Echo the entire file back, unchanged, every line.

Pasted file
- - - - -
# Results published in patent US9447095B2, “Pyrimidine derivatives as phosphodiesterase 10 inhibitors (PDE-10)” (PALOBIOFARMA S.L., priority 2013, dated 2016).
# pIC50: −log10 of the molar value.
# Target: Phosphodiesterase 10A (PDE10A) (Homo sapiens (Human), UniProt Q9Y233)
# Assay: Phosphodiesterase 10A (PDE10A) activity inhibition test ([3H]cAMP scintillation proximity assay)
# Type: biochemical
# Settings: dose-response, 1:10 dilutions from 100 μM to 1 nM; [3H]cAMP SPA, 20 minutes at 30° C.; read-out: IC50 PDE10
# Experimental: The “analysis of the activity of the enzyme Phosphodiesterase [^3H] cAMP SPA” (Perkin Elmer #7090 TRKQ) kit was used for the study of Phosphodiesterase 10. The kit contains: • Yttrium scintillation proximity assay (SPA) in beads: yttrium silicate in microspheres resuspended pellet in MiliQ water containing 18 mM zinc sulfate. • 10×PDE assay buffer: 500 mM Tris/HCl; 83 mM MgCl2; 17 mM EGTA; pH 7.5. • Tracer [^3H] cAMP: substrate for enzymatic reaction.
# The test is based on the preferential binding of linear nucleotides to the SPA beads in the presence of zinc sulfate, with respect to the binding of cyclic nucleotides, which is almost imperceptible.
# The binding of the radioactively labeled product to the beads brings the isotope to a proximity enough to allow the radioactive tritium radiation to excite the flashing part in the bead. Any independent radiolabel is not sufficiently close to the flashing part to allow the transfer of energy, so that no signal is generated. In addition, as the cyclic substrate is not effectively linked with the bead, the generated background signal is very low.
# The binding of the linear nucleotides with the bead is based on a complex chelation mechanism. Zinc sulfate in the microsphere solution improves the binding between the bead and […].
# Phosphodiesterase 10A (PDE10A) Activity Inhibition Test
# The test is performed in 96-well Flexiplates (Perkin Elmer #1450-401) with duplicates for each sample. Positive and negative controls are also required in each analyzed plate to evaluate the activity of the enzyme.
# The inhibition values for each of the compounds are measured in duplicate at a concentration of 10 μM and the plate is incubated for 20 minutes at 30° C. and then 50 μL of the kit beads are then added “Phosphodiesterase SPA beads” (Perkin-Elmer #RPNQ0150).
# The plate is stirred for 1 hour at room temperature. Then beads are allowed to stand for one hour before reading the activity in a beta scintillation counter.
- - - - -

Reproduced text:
# Results published in patent US9447095B2, “Pyrimidine derivatives as phosphodiesterase 10 inhibitors (PDE-10)” (PALOBIOFARMA S.L., priority 2013, dated 2016).
# pIC50: −log10 of the molar value.
# Target: Phosphodiesterase 10A (PDE10A) (Homo sapiens (Human), UniProt Q9Y233)
# Assay: Phosphodiesterase 10A (PDE10A) activity inhibition test ([3H]cAMP scintillation proximity assay)
# Type: biochemical
# Settings: dose-response, 1:10 dilutions from 100 μM to 1 nM; [3H]cAMP SPA, 20 minutes at 30° C.; read-out: IC50 PDE10
# Experimental: The “analysis of the activity of the enzyme Phosphodiesterase [^3H] cAMP SPA” (Perkin Elmer #7090 TRKQ) kit was used for the study of Phosphodiesterase 10. The kit contains: • Yttrium scintillation proximity assay (SPA) in beads: yttrium silicate in microspheres resuspended pellet in MiliQ water containing 18 mM zinc sulfate. • 10×PDE assay buffer: 500 mM Tris/HCl; 83 mM MgCl2; 17 mM EGTA; pH 7.5. • Tracer [^3H] cAMP: substrate for enzymatic reaction.
# The test is based on the preferential binding of linear nucleotides to the SPA beads in the presence of zinc sulfate, with respect to the binding of cyclic nucleotides, which is almost imperceptible.
# The binding of the radioactively labeled product to the beads brings the isotope to a proximity enough to allow the radioactive tritium radiation to excite the flashing part in the bead. Any independent radiolabel is not sufficiently close to the flashing part to allow the transfer of energy, so that no signal is generated. In addition, as the cyclic substrate is not effectively linked with the bead, the generated background signal is very low.
# The binding of the linear nucleotides with the bead is based on a complex chelation mechanism. Zinc sulfate in the microsphere solution improves the binding between the bead and […].
# Phosphodiesterase 10A (PDE10A) Activity Inhibition Test
# The test is performed in 96-well Flexiplates (Perkin Elmer #1450-401) with duplicates for each sample. Positive and negative controls are also required in each analyzed plate to evaluate the activity of the enzyme.
# The inhibition values for each of the compounds are measured in duplicate at a concentration of 10 μM and the plate is incubated for 20 minutes at 30° C. and then 50 μL of the kit beads are then added “Phosphodiesterase SPA beads” (Perkin-Elmer #RPNQ0150).
# The plate is stirred for 1 hour at room temperature. Then beads are allowed to stand for one hour before reading the activity in a beta scintillation counter.